“The big companies, like the Pfizers and the Intels, have already started implementing [Sarbanes-Oxley], just to be in the forefront,” says Amar Budarapu, chairman of the U.S. securities practice group at law firm Baker & McKenzie. “For a Fortune 100 firm, that’s not that big a deal.” But Budarapu adds that many smaller companies, “with legal staffs of two or three people,” are taking a wait-and-see approach until the dust settles.
Squeeze the Clients?
When those smaller companies can wait no longer, what will they see? “I expect audit fees to go up 25 to 30 percent,” said Mike Starr, the U.S. managing partner for strategic services at Grant Thornton (number 5). But the pass-alongs initiated by Sarbanes-Oxley may be only the beginning.
The same professional and ethical questions that inspired Sarbanes-Oxley, and that dogged Andersen out of existence, have brought all accounting firms under “significant scrutiny,” says Starr. Those firms are themselves learning that one of their key cost components, liability insurance, may be in for a steep increase. Those costs “have gone up over 50 percent in some cases,” says Starr; according to Crowe Chizek’s Hildebrand, they “could easily triple.”
“What concerns me,” says Hildebrand, “is the cost of compliance to these medium-sized and smaller companies.” According to BKD’s Bennett, the industry is “looking at 50 to 75 percent increases and possible limits on the amounts of coverage.” Bennett, whose firm serves companies with annual revenues under $100 million, adds that “what gets passed to clients ultimately” is still unclear.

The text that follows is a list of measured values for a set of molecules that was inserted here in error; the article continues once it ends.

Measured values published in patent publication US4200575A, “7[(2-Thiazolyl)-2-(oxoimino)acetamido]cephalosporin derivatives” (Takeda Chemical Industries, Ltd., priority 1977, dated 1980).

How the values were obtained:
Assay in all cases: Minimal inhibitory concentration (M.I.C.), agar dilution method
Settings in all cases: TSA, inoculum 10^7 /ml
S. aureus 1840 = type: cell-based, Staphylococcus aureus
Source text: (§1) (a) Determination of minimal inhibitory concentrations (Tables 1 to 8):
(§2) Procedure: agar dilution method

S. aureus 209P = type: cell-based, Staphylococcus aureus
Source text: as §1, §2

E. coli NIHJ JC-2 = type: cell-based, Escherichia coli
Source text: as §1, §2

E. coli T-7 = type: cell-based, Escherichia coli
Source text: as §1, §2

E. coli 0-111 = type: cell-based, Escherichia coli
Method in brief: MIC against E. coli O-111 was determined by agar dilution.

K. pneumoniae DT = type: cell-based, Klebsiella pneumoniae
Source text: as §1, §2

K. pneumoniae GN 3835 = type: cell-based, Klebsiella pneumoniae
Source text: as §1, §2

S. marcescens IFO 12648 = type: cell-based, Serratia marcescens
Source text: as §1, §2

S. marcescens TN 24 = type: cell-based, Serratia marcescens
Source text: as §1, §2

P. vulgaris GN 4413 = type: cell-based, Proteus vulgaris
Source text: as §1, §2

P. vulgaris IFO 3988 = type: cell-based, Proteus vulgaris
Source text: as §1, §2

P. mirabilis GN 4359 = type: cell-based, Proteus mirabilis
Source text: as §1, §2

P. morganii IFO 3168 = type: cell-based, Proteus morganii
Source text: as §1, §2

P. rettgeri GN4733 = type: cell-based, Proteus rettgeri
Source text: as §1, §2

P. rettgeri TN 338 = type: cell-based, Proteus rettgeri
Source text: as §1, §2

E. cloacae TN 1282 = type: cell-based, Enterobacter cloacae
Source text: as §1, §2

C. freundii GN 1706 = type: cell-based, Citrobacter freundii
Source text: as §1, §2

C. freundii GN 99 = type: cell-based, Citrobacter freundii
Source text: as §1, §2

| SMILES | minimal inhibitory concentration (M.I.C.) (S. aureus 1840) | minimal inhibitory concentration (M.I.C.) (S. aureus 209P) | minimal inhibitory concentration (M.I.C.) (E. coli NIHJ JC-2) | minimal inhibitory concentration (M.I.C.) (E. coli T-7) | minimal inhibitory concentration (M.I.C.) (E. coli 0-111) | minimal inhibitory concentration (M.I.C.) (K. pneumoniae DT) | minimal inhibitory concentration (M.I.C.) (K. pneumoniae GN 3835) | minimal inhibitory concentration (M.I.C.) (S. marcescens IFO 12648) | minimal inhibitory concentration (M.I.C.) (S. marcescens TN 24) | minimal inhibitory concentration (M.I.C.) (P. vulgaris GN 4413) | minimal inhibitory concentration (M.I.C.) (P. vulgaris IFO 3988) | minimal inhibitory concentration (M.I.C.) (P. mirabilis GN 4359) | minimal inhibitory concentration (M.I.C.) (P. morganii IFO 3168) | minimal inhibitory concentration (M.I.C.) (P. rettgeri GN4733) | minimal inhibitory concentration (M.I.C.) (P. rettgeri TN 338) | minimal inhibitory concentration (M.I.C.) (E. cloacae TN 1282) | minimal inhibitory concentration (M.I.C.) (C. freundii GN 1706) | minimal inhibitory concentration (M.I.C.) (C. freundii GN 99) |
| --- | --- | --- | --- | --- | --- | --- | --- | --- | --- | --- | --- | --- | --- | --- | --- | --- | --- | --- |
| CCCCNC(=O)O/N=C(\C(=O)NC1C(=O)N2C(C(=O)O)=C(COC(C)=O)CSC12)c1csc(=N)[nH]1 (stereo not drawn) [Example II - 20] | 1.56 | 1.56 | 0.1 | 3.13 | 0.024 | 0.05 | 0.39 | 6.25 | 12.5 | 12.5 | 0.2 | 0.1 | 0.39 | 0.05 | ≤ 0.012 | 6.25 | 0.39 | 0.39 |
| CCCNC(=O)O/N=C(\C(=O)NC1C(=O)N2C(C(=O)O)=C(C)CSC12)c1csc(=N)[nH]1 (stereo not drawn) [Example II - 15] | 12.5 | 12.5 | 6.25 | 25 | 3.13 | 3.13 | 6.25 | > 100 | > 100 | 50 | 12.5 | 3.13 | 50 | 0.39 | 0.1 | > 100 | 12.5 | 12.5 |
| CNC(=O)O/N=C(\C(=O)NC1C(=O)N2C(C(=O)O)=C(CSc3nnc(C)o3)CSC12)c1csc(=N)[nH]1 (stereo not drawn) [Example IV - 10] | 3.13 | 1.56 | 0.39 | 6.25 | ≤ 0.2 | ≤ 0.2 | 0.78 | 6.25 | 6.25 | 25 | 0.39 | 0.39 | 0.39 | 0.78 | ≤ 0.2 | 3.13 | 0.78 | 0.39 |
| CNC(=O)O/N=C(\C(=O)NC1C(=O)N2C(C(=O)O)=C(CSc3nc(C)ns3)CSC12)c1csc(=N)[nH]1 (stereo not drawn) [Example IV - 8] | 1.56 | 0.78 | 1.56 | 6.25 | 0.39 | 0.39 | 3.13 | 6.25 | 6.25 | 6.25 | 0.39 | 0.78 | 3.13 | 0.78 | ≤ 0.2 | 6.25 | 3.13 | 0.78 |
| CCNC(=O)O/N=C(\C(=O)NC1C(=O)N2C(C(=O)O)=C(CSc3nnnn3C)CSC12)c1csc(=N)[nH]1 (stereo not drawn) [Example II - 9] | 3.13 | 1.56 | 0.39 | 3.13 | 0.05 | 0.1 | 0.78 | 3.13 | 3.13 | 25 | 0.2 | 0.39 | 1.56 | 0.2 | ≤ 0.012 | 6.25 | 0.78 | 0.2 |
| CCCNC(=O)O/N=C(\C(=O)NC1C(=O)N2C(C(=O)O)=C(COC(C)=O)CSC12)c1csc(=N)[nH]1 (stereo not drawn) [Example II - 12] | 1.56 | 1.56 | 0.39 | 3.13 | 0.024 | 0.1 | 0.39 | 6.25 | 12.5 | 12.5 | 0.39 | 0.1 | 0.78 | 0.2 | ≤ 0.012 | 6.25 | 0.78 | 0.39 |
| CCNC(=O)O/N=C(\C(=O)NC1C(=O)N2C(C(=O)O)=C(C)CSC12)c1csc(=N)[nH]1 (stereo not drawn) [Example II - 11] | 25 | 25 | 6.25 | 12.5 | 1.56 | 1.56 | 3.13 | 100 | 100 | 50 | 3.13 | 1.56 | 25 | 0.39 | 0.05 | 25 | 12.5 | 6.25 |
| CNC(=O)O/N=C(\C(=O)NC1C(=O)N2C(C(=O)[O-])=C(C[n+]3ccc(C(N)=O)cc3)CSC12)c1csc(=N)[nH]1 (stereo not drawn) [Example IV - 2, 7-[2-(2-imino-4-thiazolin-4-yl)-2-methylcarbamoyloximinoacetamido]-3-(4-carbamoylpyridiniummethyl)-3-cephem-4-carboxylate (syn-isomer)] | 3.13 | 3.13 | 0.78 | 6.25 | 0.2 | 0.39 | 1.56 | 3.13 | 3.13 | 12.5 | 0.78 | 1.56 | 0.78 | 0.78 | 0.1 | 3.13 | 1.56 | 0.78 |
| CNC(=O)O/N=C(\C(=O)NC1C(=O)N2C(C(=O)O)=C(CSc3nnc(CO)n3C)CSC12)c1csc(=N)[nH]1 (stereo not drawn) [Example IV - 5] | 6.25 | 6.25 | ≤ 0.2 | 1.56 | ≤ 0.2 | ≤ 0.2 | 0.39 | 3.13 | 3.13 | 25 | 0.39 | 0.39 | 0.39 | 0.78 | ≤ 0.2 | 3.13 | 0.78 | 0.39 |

These increases, of course, have more impact on smaller companies. “It’s just ridiculous” that simply because you’re a public company, however small, “you have to bear the same costs and burdens as a Fortune 100 company,” says John Clary, CEO of Monrovia, California-based Clary Corp. One way to lighten the load, affirms Clary, is to go private.
How many executives at smaller companies will start seeing things the way Clary does? (See “Same Straw, Smaller Back.”) If new regulations and poor returns drive many smaller companies from the public markets, Group B firms may end up losing as much business as they gain. But even more tellingly, as Grant Thornton’s Starr observes, “we as a profession have lost the public trust.” Until the public regains that confidence, liability insurance and burgeoning regulations will remain troublesome, and the Second Six will find it difficult to step out of the second rank.
The Big 8
As of a decade ago, the names of the Big 8 accounting firms were Arthur Andersen, Coopers and Lybrand, Deloitte Haskins and Sells, Ernst and Whinney, Peat Marwick Mitchell (later KPMG Peat Marwick), Price Waterhouse, Touche Ross, and Arthur Young.